Monday, September 22, 2014

Jail for sedition excessive, shows failure to protect free speech, say lawyers


Badges calling for abolition of the Sedition Act displayed during the Malaysian Bar's extraordinary general meeting in Kuala Lumpur on September 19. – The Malaysian Insider pic by Najjua Zulkefli, September 22, 2014.
Badges calling for abolition of the Sedition Act displayed during the Malaysian Bar's extraordinary general meeting in Kuala Lumpur on September 19. – The Malaysian Insider pic by Najjua Zulkefli, September 22, 2014. 

Courts have a duty to protect free speech but the recent trend of imposing jail for those convicted of sedition instead of fines has surprised lawyers who say it is only a political crime for expressing a different point of view.
They said the courts have a duty to protect and preserve the constitutional right of citizens to freedom of speech and expression, but expressed worry that the judiciary was not doing so.
Lawyer Latheefa Koya (pic, right) believes that custodial sentences are imposed to instil fear on would-be offenders.
"For many there is a chilling effect the moment police start investigation and prosecution by the public prosecutor. What more when an accused is sent to jail," she told The Malaysian Insider.
Those found guilty can be fined up to RM5,000 or a maximum three years' jail or both. Repeat offenders are liable to be imprisoned up to five years.
A fine exceeding RM2,000 or jail term exceeding one year would disqualify elected representatives and prevent them from holding public office.
"This is setting a trend, as at least nine opposition MPs and assemblymen are facing charges under this law," she said.
Student activist Adam Adli Abd Halim was sentenced to 12 months' jail on Friday after the court found him guilty of sedition, over his claim that Barisan Nasional (BN) cheated in 2013 general election.
Malaysian Bar president Christopher Leong (pic, left), who chaired an extraordinary general meeting of the Bar on the Sedition Act 1948 on Friday, said Adam Adli's punishment was excessive and a fine would have sufficed.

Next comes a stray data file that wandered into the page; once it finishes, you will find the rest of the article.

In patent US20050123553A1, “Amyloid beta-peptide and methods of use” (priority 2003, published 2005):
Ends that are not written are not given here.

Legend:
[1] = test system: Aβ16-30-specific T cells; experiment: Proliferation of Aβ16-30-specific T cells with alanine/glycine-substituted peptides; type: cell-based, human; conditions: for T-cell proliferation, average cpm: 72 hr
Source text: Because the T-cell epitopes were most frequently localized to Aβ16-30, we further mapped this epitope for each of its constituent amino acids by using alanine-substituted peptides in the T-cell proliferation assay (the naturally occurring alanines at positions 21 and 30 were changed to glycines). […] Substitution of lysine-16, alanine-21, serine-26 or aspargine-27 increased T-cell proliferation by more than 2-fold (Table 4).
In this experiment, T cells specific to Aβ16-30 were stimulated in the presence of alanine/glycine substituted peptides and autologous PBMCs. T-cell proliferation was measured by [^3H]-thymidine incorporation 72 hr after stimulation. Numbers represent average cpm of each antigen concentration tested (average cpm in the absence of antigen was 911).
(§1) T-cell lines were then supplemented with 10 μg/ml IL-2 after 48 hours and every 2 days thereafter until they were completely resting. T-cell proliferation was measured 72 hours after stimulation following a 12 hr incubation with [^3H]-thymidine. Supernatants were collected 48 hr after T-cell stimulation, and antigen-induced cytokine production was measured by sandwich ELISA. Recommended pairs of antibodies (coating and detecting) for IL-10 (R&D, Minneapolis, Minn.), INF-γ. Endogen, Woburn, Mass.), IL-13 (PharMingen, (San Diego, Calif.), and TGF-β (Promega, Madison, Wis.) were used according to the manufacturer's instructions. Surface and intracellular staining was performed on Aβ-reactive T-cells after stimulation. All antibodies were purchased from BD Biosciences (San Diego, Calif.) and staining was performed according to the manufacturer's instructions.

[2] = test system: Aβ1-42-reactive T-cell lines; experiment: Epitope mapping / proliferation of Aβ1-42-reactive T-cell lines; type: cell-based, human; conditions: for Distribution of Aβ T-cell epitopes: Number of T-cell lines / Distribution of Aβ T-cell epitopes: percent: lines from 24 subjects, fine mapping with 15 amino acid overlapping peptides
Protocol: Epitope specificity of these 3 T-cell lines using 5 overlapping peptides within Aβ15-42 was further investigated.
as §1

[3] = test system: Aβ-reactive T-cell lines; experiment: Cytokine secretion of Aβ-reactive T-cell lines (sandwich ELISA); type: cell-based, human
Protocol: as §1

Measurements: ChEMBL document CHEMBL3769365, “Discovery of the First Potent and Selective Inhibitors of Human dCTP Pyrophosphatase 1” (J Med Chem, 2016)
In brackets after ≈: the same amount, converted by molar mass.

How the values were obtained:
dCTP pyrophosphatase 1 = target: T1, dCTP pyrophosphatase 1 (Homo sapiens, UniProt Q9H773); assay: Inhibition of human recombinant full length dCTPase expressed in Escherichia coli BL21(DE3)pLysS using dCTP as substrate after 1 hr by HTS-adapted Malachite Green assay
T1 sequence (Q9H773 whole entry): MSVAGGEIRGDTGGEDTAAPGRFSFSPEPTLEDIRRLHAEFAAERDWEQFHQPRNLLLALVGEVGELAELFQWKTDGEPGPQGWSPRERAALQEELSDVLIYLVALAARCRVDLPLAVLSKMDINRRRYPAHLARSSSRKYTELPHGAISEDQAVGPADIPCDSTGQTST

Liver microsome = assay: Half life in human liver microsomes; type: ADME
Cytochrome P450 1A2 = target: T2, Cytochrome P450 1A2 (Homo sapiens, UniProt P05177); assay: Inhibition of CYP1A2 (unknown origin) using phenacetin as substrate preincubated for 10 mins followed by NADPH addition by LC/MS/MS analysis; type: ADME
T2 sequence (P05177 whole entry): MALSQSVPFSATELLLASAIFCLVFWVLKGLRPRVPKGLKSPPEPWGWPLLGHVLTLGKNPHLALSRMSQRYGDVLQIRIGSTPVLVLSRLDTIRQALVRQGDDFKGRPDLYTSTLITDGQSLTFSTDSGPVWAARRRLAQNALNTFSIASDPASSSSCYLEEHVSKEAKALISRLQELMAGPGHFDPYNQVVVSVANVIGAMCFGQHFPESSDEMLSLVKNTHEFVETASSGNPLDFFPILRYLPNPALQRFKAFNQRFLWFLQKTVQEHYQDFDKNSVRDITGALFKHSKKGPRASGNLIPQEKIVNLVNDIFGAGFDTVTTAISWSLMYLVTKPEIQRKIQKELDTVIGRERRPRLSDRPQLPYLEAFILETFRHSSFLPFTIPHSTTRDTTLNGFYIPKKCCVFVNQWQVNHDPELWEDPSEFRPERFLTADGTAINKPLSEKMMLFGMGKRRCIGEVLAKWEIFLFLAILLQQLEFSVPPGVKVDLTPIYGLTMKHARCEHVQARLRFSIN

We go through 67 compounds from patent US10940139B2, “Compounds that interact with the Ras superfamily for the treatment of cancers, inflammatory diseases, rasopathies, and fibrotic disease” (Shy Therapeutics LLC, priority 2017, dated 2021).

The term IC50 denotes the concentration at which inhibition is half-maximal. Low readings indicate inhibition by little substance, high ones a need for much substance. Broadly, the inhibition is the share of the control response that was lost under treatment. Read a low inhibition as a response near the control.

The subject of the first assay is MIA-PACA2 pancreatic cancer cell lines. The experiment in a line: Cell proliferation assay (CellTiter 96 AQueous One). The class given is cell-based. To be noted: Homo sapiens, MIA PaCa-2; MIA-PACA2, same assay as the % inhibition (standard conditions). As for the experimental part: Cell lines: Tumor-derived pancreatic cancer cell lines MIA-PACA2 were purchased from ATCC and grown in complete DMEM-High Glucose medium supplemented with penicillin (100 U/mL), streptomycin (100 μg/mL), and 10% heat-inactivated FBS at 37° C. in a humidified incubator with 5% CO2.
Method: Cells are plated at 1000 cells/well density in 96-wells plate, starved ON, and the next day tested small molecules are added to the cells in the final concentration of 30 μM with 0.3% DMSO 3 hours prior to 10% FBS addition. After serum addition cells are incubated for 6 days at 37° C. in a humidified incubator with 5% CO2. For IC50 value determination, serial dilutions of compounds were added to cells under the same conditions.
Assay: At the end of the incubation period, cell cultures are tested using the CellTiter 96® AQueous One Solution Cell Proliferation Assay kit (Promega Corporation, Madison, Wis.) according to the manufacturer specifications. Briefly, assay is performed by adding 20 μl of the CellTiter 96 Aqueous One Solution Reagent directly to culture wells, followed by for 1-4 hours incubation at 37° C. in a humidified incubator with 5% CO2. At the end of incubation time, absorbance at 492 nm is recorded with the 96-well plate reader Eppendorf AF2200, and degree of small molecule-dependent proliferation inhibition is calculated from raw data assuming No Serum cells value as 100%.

Latheefa said the courts had always imposed a fine even after the 1969 racial riots and after the Sedition Act was amended in 1970.
"The courts were liberal when it came to sentencing even after the violent clash, and the law was amended to widen the definition of seditious tendency," she said.
She said the late Datuk Mark Koding, a BN MP, who was found guilty of sedition in 1982, was given a bond over of good behaviour for two years without record of a conviction.
Penang Chief Minister and DAP secretary-general Lim Guan Eng was the first to be jailed for sedition when he was sentenced to 18 months in prison in 1998 by the Court of Appeal.
Activist Safwan Anang was recently sentenced to 10 months’ jail after he was found guilty of sedition, over his statements at a forum last year.
And human rights activist P. Uthayakumar was given the longest jail term so far – 30 months – for posting a "seditious" letter on a website in 2007. The Court of Appeal reduced his term to 24 months last week.
Only the late Karpal  Singh, who was wheelchair bound, was fined RM4,000 on March 11 this year for commenting on the Sultan of Perak’s role in the state’s 2009 constitutional crisis.
Even then, the prosecution had made submission to the court that Karpal be sent to jail on grounds of public interest.
Lawyers for Liberty executive director, Eric Paulsen (pic, right), said the recent sentencing in sedition cases showed that judges were unable to stop the abuse of power by the police and the public prosecutor.
"The jail terms against Safwan and Adam Adli are clearly disproportionate as these are political offences and there was no actual harm to the public," he said.
He said both were young offenders and had a bright future as Malaysians who cared for their country, especially its democratic process.
He said the judiciary must realise that it stood between the Malaysian public and the on-going sedition onslaught.
"It will be a sad day if the judiciary was unable to understand their proper functions in upholding the constitution and fundamental rights instead of interpreting the outdated sedition law in favour of the government," he added.
Lawyer M. Manoharan, who represented Uthayakumar, said there was abuse of power when it came to sentencing as the degree of punishment was at the discretion of the trial judge.
"Once a person has been found guilty, the accused is allowed to mitigate to get a lenient sentence but in the case of sedition the principle of mitigation appears to have been ignored," he said.
Manoharan said those found guilty of sedition could not be put in the same league as rapists, murderers or armed robbers.
"These are violent criminals but yet the courts have wide latitude when it comes to conviction and sentence," he said.
He said even in some murder cases, the courts have reduced the charge to culpable homicide not amounting to murder or causing grievous hurt, due to insufficient evidence. – September 22, 2014.
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